October 7, 2020
By Rahul Iyer
As of mid-August 2020, payments have been suspended without interest for federal student loan borrowers. This pause on payments, called forbearance, will last for the remainder of 2020, ending December 31. This means that most students don't have to start making payments on their student loans again until January of 2021, which many see as much-needed relief during the ongoing pandemic.
Like so many other unexpected changes this year, the reason behind the pause is, of course, the coronavirus pandemic.
Back in March of 2020, the period when the pandemic started to escalate in severity on a global scale, Congress passed a $2.2 trillion stimulus package called the Cares Act. As part of the package, federal student loans owned by the US Department of Education were suspended for six months. Now six months on, President Trump has extended the suspension until the end of the year by executive order.
Before we continue, it's important to reiterate that the suspension only applies to federal loans. If you have private student loan debt, this change will not apply to you, and you will need to keep making your repayments as usual. But what about everyone else? Should you keep paying?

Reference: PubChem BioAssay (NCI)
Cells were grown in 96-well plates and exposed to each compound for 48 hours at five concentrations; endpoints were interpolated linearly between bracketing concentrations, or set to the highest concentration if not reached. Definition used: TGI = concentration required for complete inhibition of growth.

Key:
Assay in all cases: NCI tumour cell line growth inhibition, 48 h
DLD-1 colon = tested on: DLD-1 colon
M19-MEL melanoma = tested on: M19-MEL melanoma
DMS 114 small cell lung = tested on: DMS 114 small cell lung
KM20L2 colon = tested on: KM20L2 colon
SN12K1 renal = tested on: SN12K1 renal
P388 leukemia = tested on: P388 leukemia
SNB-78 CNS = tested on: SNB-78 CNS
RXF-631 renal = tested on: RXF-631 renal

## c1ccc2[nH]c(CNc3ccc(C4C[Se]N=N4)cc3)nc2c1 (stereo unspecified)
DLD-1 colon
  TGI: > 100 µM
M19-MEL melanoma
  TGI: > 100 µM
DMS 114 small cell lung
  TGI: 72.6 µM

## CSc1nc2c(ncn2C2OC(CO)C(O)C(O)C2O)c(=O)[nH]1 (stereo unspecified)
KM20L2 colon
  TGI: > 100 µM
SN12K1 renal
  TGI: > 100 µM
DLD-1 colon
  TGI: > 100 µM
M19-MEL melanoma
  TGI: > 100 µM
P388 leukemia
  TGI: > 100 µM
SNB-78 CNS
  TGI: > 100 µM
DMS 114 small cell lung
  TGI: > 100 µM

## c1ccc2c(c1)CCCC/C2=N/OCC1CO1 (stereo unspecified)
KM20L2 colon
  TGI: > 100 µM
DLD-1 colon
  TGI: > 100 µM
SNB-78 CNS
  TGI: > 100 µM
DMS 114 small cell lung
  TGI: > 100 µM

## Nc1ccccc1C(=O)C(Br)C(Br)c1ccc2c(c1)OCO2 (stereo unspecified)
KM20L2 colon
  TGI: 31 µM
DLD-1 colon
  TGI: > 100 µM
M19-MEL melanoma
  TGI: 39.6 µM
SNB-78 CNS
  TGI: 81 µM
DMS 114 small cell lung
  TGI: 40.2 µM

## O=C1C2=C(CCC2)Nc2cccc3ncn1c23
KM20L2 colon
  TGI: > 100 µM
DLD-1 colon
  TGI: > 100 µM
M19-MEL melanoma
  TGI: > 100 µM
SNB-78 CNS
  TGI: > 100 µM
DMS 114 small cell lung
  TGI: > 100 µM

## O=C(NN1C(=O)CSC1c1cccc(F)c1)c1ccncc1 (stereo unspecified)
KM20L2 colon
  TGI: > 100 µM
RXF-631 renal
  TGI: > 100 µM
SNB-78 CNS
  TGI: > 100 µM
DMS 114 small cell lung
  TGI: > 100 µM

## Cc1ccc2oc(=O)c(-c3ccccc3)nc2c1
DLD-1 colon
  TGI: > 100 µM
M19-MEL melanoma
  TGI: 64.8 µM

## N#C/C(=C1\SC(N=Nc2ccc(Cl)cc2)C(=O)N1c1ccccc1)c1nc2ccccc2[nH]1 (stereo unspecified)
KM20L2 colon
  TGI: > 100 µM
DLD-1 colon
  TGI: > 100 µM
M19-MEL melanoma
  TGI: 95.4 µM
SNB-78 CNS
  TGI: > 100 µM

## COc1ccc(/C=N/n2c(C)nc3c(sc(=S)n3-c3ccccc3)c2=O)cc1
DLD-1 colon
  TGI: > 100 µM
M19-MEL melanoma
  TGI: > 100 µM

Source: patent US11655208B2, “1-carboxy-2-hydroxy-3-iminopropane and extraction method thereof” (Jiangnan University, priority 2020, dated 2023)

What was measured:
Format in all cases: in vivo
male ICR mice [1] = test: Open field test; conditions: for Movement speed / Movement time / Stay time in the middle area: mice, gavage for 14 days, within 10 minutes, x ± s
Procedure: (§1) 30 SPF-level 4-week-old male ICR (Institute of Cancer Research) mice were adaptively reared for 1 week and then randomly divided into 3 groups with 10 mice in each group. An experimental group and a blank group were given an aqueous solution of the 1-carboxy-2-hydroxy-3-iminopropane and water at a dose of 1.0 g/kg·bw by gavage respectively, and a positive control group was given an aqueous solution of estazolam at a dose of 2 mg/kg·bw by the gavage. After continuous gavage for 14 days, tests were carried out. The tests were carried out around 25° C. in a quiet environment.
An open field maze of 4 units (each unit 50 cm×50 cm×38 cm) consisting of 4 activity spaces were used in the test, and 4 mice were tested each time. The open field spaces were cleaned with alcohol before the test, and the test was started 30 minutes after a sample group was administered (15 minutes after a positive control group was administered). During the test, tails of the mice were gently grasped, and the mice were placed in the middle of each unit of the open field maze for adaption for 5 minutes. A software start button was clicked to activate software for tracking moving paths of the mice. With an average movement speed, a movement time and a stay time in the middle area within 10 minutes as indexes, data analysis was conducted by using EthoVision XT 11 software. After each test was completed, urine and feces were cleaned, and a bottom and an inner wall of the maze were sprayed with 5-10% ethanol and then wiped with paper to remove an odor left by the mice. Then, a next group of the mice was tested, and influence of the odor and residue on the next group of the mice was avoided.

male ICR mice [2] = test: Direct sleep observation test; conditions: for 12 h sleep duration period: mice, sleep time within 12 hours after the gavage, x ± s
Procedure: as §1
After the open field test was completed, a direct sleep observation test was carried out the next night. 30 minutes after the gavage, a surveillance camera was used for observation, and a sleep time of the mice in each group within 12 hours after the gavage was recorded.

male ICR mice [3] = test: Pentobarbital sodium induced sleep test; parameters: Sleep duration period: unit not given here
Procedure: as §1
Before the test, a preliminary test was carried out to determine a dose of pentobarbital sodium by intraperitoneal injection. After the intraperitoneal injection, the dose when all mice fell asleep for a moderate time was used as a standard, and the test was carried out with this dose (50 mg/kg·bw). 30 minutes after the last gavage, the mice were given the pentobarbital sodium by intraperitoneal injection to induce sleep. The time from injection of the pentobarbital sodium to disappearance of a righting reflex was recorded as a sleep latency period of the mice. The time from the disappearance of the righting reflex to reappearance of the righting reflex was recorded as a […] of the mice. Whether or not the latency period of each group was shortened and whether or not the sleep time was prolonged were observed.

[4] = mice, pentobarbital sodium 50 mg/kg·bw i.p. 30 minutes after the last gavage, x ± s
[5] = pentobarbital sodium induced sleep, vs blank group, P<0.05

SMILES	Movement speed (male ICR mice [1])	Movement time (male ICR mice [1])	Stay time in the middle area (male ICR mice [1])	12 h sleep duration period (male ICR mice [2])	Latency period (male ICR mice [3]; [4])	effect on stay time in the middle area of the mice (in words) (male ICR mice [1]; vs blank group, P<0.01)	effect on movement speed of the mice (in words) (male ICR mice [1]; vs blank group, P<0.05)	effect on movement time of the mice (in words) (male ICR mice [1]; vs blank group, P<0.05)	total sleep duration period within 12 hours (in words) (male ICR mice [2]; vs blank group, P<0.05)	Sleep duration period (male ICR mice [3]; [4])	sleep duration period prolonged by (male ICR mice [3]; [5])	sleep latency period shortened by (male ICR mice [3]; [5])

If you are financially stable and want to keep paying your student loans, you should keep paying. This is a pause, not forgiveness, so your debt will still be waiting for you on the other end; you just won't accrue interest for the next few months. However, if you are currently working reduced hours or have lost your job entirely, taking a break from paying your student loans can help you divert funds to more urgent areas. For example, you will have extra cash to spend on utility bills, groceries, or any essentials you need for starting a new job.
The type of repayment plan you have should also factor into your decision. If you are on a standard repayment timeline, for example, a 10-year timeline, you may consider continuing payments. Additional payments can help you reduce your debt faster.
However, if you are enrolled in an income-driven repayment, it might not make sense. If you plan to make payments for up to 25 years until your loan is forgiven, then the additional money you have right now may be better spent elsewhere. However, you could still pay if you want to lower your total interest on top of your principal.
For people seeking Public Service Loan Forgiveness (PSLF), the memorandum isn't clear about whether nonpayments will also count toward PSLF during the extension. During the original six month forbearance, people working a qualifying employer could work towards PSLF without issue. You may want to consider making payments for the remainder of the year if this applies to you unless more details are announced.
If you want to keep paying, but your income has changed, then consider lowering your payments to something more manageable. Financial decisions aren't always an all or nothing calculation. You can still make payments if you want to, but make it work for your situation and future.